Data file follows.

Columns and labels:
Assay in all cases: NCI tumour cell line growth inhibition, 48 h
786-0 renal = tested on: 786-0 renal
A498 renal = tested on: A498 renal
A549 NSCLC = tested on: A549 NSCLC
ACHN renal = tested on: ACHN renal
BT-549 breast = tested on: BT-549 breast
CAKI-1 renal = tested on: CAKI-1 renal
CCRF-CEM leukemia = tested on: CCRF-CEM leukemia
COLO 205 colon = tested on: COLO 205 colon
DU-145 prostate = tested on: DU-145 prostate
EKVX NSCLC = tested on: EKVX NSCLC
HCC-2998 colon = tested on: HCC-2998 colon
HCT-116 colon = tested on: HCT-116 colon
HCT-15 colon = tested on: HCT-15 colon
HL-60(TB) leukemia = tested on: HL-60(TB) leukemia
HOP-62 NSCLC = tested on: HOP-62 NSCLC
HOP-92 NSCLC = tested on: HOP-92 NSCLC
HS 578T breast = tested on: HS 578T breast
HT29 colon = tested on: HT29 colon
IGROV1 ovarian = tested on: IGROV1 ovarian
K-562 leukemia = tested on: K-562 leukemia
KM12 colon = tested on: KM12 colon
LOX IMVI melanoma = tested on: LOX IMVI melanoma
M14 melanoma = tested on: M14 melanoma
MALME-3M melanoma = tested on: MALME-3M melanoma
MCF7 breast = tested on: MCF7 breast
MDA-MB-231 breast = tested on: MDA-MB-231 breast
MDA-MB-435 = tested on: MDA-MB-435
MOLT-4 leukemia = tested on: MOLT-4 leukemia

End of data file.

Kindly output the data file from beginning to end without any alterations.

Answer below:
Columns and labels:
Assay in all cases: NCI tumour cell line growth inhibition, 48 h
786-0 renal = tested on: 786-0 renal
A498 renal = tested on: A498 renal
A549 NSCLC = tested on: A549 NSCLC
ACHN renal = tested on: ACHN renal
BT-549 breast = tested on: BT-549 breast
CAKI-1 renal = tested on: CAKI-1 renal
CCRF-CEM leukemia = tested on: CCRF-CEM leukemia
COLO 205 colon = tested on: COLO 205 colon
DU-145 prostate = tested on: DU-145 prostate
EKVX NSCLC = tested on: EKVX NSCLC
HCC-2998 colon = tested on: HCC-2998 colon
HCT-116 colon = tested on: HCT-116 colon
HCT-15 colon = tested on: HCT-15 colon
HL-60(TB) leukemia = tested on: HL-60(TB) leukemia
HOP-62 NSCLC = tested on: HOP-62 NSCLC
HOP-92 NSCLC = tested on: HOP-92 NSCLC
HS 578T breast = tested on: HS 578T breast
HT29 colon = tested on: HT29 colon
IGROV1 ovarian = tested on: IGROV1 ovarian
K-562 leukemia = tested on: K-562 leukemia
KM12 colon = tested on: KM12 colon
LOX IMVI melanoma = tested on: LOX IMVI melanoma
M14 melanoma = tested on: M14 melanoma
MALME-3M melanoma = tested on: MALME-3M melanoma
MCF7 breast = tested on: MCF7 breast
MDA-MB-231 breast = tested on: MDA-MB-231 breast
MDA-MB-435 = tested on: MDA-MB-435
MOLT-4 leukemia = tested on: MOLT-4 leukemia